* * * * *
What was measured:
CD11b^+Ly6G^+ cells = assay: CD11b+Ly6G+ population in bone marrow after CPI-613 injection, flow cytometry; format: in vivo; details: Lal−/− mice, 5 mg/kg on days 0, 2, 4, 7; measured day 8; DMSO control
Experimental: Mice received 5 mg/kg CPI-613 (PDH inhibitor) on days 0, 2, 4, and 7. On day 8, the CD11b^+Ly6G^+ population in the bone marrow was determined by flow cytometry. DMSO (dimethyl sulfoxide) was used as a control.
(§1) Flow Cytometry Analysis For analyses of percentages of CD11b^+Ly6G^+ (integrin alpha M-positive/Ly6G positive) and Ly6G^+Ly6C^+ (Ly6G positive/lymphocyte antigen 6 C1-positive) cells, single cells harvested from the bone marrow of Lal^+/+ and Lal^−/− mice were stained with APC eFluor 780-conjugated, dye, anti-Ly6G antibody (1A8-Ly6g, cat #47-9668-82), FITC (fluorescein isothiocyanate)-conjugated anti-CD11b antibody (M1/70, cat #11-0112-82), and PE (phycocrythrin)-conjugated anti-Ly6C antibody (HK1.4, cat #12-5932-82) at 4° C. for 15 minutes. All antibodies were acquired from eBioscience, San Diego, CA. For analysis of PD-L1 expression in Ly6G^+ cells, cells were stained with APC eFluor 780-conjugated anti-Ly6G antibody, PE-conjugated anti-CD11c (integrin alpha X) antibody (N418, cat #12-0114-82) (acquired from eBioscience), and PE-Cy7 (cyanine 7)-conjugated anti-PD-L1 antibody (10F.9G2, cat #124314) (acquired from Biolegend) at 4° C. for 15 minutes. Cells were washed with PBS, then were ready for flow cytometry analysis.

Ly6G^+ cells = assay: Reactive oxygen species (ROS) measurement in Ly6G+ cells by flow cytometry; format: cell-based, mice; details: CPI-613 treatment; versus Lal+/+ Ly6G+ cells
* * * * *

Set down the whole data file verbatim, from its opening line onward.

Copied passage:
What was measured:
CD11b^+Ly6G^+ cells = assay: CD11b+Ly6G+ population in bone marrow after CPI-613 injection, flow cytometry; format: in vivo; details: Lal−/− mice, 5 mg/kg on days 0, 2, 4, 7; measured day 8; DMSO control
Experimental: Mice received 5 mg/kg CPI-613 (PDH inhibitor) on days 0, 2, 4, and 7. On day 8, the CD11b^+Ly6G^+ population in the bone marrow was determined by flow cytometry. DMSO (dimethyl sulfoxide) was used as a control.
(§1) Flow Cytometry Analysis For analyses of percentages of CD11b^+Ly6G^+ (integrin alpha M-positive/Ly6G positive) and Ly6G^+Ly6C^+ (Ly6G positive/lymphocyte antigen 6 C1-positive) cells, single cells harvested from the bone marrow of Lal^+/+ and Lal^−/− mice were stained with APC eFluor 780-conjugated, dye, anti-Ly6G antibody (1A8-Ly6g, cat #47-9668-82), FITC (fluorescein isothiocyanate)-conjugated anti-CD11b antibody (M1/70, cat #11-0112-82), and PE (phycocrythrin)-conjugated anti-Ly6C antibody (HK1.4, cat #12-5932-82) at 4° C. for 15 minutes. All antibodies were acquired from eBioscience, San Diego, CA. For analysis of PD-L1 expression in Ly6G^+ cells, cells were stained with APC eFluor 780-conjugated anti-Ly6G antibody, PE-conjugated anti-CD11c (integrin alpha X) antibody (N418, cat #12-0114-82) (acquired from eBioscience), and PE-Cy7 (cyanine 7)-conjugated anti-PD-L1 antibody (10F.9G2, cat #124314) (acquired from Biolegend) at 4° C. for 15 minutes. Cells were washed with PBS, then were ready for flow cytometry analysis.

Ly6G^+ cells = assay: Reactive oxygen species (ROS) measurement in Ly6G+ cells by flow cytometry; format: cell-based, mice; details: CPI-613 treatment; versus Lal+/+ Ly6G+ cells